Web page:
IEA Greenhouse Gas R&D Programme

IEAGHG funds research into carbon capture and storage (CCS), also known as CO2 capture and storage, or carbon sequestration.

Our work focuses on technologies that can reduce our carbon emissions, and mitigate climate change and global warming. We are a not for profit organisation, and all of our work is subject to peer review ensuring that it remains impartial and unbiased.

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Latest updates

Webinar: Understanding the cost of retrofitting CO2 capture to integrated oil refineries – the ReCap project, 25/10/2017

Latest Publication: 4th Post Combustion Capture Summary Brochure 21/11/2017

Blog: New IEAGHG Report: CO2 Storage Efficiency in Deep Saline Formations – Stageby James Craig, IEAGHG 11/01/2018

Report: 2018-02 CO2 Storage Efficiency in Deep Saline Formations – Stage 2 11/01/2018

Information Paper: 2017-IP63 CSLF Report on Offshore CO2-EOR & 2017-IP64 CSLF Report on Practical Regulations and Permitting Process for Geological CO2 Storage, by James Craig, IEAGHG & 2017-IP65 US Study on Approaches for International Collaboration and Financing of CCUS Pilot Projects, by John Gale, IEAGHG 14/12/2017

Greenhouse News: December 2017 22/12/2017

Staff Presentation:  CCS Hubs and Clusters, John Gale 05/12/2017 & GHGT TCP Summary 2017, John Gale & Gunter Siddiqi, 17-19/12/17

Briefing papers: October 2017 GHG Mitigation and October 2017 CCS Technical Status  31/10/2017 

GHGT-13 Conference Proceedings 

Deep saline formations (DSFs) have the potential to store considerable amounts of CO2 over large areas.  Estimating the storage capacity is an important aspect of CCS especially when geological conditions are evaluated over large areas.  The objective of this second stage project, undertaken by the Energy and Environmental Resource Center, was to further develop and test a methodology for estimating storage efficiency of DSFs but, unlike the previous study completed in 2014, over a much more limited area of ~1000 km2.  This current study also modelled storage capacity over a limited time-span of 50 years to reflect a realistic operational window for a large-scale storage project.

Two different formations from two contrasting basins were modelled: the Minnelusa Formation, within an onshore basin that spans the US states of Montana and Wyoming; and the Bunter Formation, an within an off-shore basin in the southern North Sea.  These two systems were selected because they have contrasting geological characteristics.  The Bunter is also a prospective candidate for CO2 storage.  Although the Minnelusa Formation is classified as an open system with boundaries that are unconstrained it is less permeable by comparison with the Bunter.  In both cases the volumetric capacity, in terms of available pore space, was modelled by building a 3D impression of each formation’s porosity by extrapolating information from wellbores, geophysical properties and known geological charateristics.  The next stage of the project modelled the dynamic properties of each formation, that is simulating the effects of injecting CO2 from multiple wells.  The storage efficiency, expressed as a percentage, is a comparison of the total pore volume with the amount of CO2 stored when dynamic conditions are applied.  The study simulated a number of different conditions including variations in salinity, the effects of brine extraction and, in the case of the Bunter, how well configuration affects storage efficiency.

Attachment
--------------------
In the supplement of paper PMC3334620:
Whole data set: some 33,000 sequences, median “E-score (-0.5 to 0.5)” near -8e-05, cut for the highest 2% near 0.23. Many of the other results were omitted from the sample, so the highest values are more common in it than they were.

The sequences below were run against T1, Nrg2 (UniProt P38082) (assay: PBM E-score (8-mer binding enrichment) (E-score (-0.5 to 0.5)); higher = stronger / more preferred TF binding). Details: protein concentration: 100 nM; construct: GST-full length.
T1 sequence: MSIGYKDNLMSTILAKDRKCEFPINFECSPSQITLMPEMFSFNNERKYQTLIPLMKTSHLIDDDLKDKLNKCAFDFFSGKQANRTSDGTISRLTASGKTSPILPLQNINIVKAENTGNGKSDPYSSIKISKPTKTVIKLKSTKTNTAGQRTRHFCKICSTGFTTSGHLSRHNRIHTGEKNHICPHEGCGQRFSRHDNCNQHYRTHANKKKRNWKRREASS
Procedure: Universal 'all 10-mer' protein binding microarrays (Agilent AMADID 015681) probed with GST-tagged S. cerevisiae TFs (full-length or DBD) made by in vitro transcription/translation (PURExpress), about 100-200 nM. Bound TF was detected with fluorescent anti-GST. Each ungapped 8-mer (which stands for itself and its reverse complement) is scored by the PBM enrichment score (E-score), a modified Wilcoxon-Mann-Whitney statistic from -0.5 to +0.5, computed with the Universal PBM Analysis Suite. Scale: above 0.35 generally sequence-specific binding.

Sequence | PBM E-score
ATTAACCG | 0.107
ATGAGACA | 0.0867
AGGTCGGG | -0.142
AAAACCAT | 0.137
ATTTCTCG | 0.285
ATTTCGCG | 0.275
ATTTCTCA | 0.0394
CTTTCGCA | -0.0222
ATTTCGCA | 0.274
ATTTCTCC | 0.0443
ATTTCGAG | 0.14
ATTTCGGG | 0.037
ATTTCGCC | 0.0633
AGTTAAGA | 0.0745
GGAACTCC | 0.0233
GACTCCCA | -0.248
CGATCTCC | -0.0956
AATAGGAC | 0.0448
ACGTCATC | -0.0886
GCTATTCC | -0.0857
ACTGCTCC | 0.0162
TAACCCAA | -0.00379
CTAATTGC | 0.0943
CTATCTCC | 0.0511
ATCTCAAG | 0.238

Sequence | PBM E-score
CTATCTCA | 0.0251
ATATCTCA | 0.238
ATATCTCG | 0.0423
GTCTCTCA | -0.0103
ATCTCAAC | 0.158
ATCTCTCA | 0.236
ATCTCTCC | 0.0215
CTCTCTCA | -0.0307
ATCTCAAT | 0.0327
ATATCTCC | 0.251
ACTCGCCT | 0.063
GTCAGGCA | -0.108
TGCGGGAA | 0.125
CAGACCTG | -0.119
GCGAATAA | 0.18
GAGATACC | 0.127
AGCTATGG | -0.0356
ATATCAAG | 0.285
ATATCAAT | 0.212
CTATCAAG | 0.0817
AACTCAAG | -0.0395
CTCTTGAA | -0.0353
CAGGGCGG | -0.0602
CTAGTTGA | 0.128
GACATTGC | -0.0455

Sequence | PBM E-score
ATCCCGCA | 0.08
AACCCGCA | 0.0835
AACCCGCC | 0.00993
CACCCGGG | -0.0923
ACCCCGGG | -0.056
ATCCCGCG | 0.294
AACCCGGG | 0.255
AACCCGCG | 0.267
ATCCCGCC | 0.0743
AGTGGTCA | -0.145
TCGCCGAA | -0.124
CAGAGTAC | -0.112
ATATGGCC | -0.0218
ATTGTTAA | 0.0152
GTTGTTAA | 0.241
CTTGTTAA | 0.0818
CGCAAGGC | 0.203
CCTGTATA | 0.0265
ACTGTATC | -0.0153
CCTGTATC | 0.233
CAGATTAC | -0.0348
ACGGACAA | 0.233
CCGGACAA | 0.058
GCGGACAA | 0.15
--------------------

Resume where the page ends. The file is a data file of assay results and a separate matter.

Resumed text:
The results from this study showed that CO2 storage efficiency of the Minnelusa over a 50 year period raised the storage efficiency from 4.7% to 5.9%.  This is equivalent to an estimated increase in storage capacity from 242 Mt to 302 Mt of CO2.  Extending injectivity for a further 50 years would increase storage capacity to over 400 Mt of CO2.  The impact of water extraction on the Bunter was profound raising storage efficiency from 4.7% to 7.4%.  This is equivalent to raising the estimated storage capacity from 1,770 Mt to 2,806 Mt of CO2.  The difference between these two formations in terms of storage capacity can be attributed to the highly favourable permeability across the Bunter compared with the Minnelusa.

The model simulations also showed that as the number of injection wells increases in a designated storage system, more of the wells become influenced by pressure interference from their neighbours and the injectivity rate per well declines.  The closer a DSF approaches full development, the more its efficiency approaches that of a closed system, even if it has open boundaries. 

This study also includes a cost development model to determine how the number of wells affects the cost-effectiveness of each storage site.  In both cases 20% of all the wells in the cost model were able to deliver more than 60% of the total CO2 injected.  In both modelled formations the number of wells was the primary variable in determining the cost factor.  In other words delivering the amount of injected CO2 by increasing the number of wells becomes proportionately less cost-effective.

It is important to recognise in any model projection predictions can vary depending on the model grid cell size.  Heterogeneity and different model projections can substantially influence the quantity of injected CO2.  Consequently it is important to understand and separate the effects of the choices of simulation parameters from the physical effects in a storage formation.


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GHGT-14 will be held in Melbourne, Australia. Please click here for more information on this exciting conference series.


Full technical papers from the GHGT-13 conference are now available on the GHGT-13 website at . These are linked from the ‘Abstract’ icon after each paper title.